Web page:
LastPass is one of the most popular password managers out there and may well be the only one some people have heard of. It’s popular for a reason — the free version covers almost anything an individual (or even business owner with no employees) could need, except for application logins, and it’s known for having good security requirements.
- The free version is quite usable
- Encryption at the device level means that even LastPass can’t get into your passwords, and the device keys are never sent over the internet and thus can’t be taken
- Two-factor authentication
- The paid version includes 1gb of encrypted cloud storage
- The free version includes credit monitoring
- Works across all devices
- The paid version doesn’t offer enough over the free version, which might cause problems for the company in the long run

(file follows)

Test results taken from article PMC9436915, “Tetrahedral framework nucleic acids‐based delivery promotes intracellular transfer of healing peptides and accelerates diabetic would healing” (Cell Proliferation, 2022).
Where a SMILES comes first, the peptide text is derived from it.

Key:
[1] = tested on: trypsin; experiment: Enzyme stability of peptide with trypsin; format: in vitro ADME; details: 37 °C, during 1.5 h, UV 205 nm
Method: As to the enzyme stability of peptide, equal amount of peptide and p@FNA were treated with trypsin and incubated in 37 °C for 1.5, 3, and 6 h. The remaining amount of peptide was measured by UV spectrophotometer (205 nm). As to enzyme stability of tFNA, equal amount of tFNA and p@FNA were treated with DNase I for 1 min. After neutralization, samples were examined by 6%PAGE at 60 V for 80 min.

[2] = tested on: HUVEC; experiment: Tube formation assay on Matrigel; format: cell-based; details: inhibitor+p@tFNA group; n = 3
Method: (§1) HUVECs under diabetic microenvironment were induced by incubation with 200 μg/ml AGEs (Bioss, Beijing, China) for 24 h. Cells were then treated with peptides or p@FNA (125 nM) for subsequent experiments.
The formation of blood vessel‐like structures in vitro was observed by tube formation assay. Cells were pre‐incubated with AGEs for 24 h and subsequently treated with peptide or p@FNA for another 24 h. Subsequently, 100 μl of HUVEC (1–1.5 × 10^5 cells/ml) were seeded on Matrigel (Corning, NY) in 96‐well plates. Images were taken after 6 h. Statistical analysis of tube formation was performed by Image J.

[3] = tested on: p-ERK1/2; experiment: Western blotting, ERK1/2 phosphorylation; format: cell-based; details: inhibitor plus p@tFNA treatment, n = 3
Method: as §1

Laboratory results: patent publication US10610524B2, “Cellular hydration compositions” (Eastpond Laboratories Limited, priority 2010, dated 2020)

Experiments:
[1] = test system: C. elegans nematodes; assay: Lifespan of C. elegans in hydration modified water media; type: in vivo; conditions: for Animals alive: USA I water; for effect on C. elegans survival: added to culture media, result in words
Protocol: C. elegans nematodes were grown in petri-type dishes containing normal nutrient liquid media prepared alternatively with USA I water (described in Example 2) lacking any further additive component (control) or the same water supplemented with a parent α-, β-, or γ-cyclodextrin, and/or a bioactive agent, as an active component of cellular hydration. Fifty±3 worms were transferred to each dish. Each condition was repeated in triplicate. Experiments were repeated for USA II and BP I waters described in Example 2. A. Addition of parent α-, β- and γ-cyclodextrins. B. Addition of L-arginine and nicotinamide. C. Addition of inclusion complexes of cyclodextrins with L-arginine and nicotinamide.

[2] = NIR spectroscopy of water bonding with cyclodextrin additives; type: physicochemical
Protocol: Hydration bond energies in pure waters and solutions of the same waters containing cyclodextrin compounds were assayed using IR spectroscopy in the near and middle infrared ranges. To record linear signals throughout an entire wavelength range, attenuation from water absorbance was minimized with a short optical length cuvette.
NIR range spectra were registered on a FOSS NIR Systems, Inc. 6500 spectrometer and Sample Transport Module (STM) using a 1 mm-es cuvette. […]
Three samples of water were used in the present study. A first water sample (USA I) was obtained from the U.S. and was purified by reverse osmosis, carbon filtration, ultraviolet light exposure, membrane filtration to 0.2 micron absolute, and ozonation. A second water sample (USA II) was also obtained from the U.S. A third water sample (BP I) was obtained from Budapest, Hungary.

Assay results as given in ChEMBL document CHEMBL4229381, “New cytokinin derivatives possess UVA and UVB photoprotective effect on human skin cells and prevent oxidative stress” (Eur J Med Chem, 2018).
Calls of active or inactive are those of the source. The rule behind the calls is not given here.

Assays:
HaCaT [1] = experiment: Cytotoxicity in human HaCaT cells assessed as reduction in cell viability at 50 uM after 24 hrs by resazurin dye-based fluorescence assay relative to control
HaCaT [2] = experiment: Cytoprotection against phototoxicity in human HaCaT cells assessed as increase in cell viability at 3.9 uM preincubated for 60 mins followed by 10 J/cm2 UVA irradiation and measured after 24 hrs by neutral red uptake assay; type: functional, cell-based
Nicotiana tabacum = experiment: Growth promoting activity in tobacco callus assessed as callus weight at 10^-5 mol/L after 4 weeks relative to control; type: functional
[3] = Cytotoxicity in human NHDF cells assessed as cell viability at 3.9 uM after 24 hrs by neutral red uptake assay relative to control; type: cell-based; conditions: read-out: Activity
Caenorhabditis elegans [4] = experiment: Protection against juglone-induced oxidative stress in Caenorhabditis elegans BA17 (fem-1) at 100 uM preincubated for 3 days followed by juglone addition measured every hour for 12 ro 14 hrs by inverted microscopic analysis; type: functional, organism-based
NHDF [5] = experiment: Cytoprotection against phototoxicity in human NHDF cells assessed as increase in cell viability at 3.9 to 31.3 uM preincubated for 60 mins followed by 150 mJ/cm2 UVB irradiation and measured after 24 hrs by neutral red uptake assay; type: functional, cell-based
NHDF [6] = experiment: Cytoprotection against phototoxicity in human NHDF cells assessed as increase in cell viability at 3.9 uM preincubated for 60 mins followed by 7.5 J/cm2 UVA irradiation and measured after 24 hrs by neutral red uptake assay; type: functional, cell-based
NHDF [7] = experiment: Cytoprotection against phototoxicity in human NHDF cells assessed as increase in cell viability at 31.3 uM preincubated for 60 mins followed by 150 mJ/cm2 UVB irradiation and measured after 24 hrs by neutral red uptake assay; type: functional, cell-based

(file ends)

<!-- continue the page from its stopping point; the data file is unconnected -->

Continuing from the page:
- Due to its popularity, it tends to be a target for hackers and has had vulnerabilities in the past
- It has disastrous UX
Dashlane is a newer password manager. It has apps for almost every platform, extensions for every browser and can store passwords locally.
- Stores passwords locally
- Has a low memory footprint
- Can keep passwords either locally or in the cloud
- Simple interface
- Digital wallet for tracking and making purchases at online retailers
- Will automatically reset passwords when a site is hacked
- Includes a VPN
- You can’t sync passwords over multiple devices without paying a fee
- It’s expensive, especially if you already have a VPN, and the built-in VPN lacks the ability to choose the server country
- Does not work well with Internet Explorer. However, this browser probably isn’t used much anymore
After a test on Windows version 6.1843.0, it was found that in extreme cases when a device has been entirely compromised, the following can occur: